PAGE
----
In 2015, Londonist was frequenting public toilets around the capital, and not in full-bladdered innocence. Oh no, we had a serious agenda: to find out if London is an Over or Under city.
What the hell are we talking about? Why, toilet rolls, of course. Allow us to explain.
On a standard toilet roll holder, there are two (logical) ways to hang your toilet roll. One way is Over — when the end of the sheet hangs ‘over’ the front of the roll, curving towards the seated toilet-goer. The second way is Under — where the end of the sheet is closer to the wall and you must reach your hand ‘under’ the roll to retrieve it.
For those of us who care about this, we really care — there are strong arguments for and against in each case. Our own household toilet roll will, without fail, be positioned in the ‘correct’ way. Our office toilet roll will be swapped around if our workmates dare display it in the ‘incorrect’ way. Friends will be educated regarding their faux pas, families will get heated over their discrepancies, and some Londoners will go on a hunt around the capital to find out, once and for all, which position Londoners favour and which is just a number two plop. After all, we live in the city where perforated toilet paper was invented.
Let us note now that this study, impassioned as it is, was conducted as we were travelling around London anyway, and should not be held up as a shining example of a watertight case study. For example, of the 101 toilets we toured, 33 pubs were perused but only one cafe (what can we say, we like going to the pub). 68 female toilets were frequented, 28 male toilets were monitored, and eight unisex/gender neutral toilets were researched.
But a quest is a quest and 101 toilets is 101 toilets. That’s a lot of loos, and as the results came in a leader began to emerge. So hold onto your bowels, because the verdict is in: in the Great Over/Under Toilet Roll Debate, London’s winner is (drum/toilet roll please)...
Neither. Yes, we were disappointed too. What tops the toilet roll chart is in fact what we call, the Side Roll. Here are the (frankly, insulting) breakdowns.
This fickle fellow led the way with 33 out of 101 establishments choosing to house the Side Roll, mocking us while ensconced in its plastic or metal fortress. Top places to find the Side Roll seem to be shopping centres, theatres and bars/clubs. Benefits: people can’t nick your TP, the remainder of the roll remains untouched by soiled hands and it’s probably more economically viable or something. Negatives: IT DOESN’T HELP US WITH THIS VERY IMPORTANT STUDY.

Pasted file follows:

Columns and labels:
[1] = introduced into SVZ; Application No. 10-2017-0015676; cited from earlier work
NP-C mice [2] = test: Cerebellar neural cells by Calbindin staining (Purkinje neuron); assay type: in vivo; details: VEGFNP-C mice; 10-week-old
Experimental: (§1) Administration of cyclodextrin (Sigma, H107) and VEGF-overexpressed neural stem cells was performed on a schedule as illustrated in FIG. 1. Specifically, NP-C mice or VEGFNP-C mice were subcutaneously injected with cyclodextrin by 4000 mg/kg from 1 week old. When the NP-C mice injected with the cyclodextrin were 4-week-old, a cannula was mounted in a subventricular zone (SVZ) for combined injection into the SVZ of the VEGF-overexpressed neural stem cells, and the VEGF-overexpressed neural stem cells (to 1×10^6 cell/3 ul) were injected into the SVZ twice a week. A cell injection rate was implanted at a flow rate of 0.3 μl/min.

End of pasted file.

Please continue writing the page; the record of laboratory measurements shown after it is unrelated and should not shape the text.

The next appearance on the list is a more welcome one: Over! Yes, in the battle between Over/Under, Over comes out on top with 25 appearances on this list. A favourite with restaurants, hotels and high-end venues (but shunned by fitness centres, railway stations and shopping centres), Over doesn’t just beat Under, it whups it. And when Under is crying and begging for some paper to wipe its snotty face with, Over cruelly jibes “I would get you some toilet paper, but IT’S TOO HARD TO REACH MY HAND ALL THE WAY UNDER AND RISK BRUSHING UP AGAINST THE BACTERIA-INFESTED WALL”. Cold.
Popular with train station toilets in particular, the Dispenser came next; with its own special way of communicating to the lowly loo lurker that they cannot be trusted to unravel toilet paper properly, and therefore only permitting the user to extract one measly sheet per ‘tug’. Presumably so you don’t get overjoyed with the freedom of a bare roll and bat at it like a cat until the entire thing lays in a sorry, crumpled heap on the floor and you come to, panting heavily, wondering why the echoes of frenzied laughter seem to be ricocheting off the surrounding linoleum. In our survey, 22 toilets saved us from this fate by offering up the solemn, soulless dispenser instead.
Oh, hi Under. Good to see you, finally. With just 10 appearances, Under is well and truly bringing up the rear and certainly falling far behind its main rival, Over. Whereas other positions seemed to be favoured by a certain type of establishment, Under is spread pretty evenly across the categories, leading us to believe it’s the position of non-believers. Those nay-sayers who think they have better things to think about than how their toilet rolls fall and therefore chuck it on any old way, willy-nilly, not even considering that some people may be conducting extensive research on this very subject.
The dark horse of the competition, the Lone Ranger has seven counts to its name. Usually appearing atop, alongside or even underneath an unfilled Side Roll, the Lone Ranger gives you all the unrolling freedom of an Over/Under while demanding a slightly higher level of dexterity to pick it up yourself, unravel, tear and replace it. But don’t try to cage the beast, those plastic containers seem to be key operated (plus if the staff want it to roam free, who are we to argue?).
One cafe we visited was having an identity crisis and displaying Over AND Under right next to each other. Two bars/clubs had this too. We never managed to wrap our heads around Schrodinger’s Cat, so too we’ll never get over this ambiguous choice of paper positioning.
Pyramid Stack! Just one wonderful pub chose this underrepresented option and it made our day.
So let it be settled: in London, Over trumps Under hands down. But the reigning London King of toilet roll positions remains the Side Roll. Sad news, but as long as Dispenser doesn’t start rising through the ranks then we’ll manage to cope.
In the interests of utter transparency here is our final ‘logging’ sheet, complete with venue information, all findings and some entirely professional and unbiased side notes: Toilet Roll Findings - Londonist Public.
What’s your position? How do you roll? Are you Under(whelmed) or Over(come)? Are you a bit of a Softy or do you just find the whole matter Charmin? Let us know.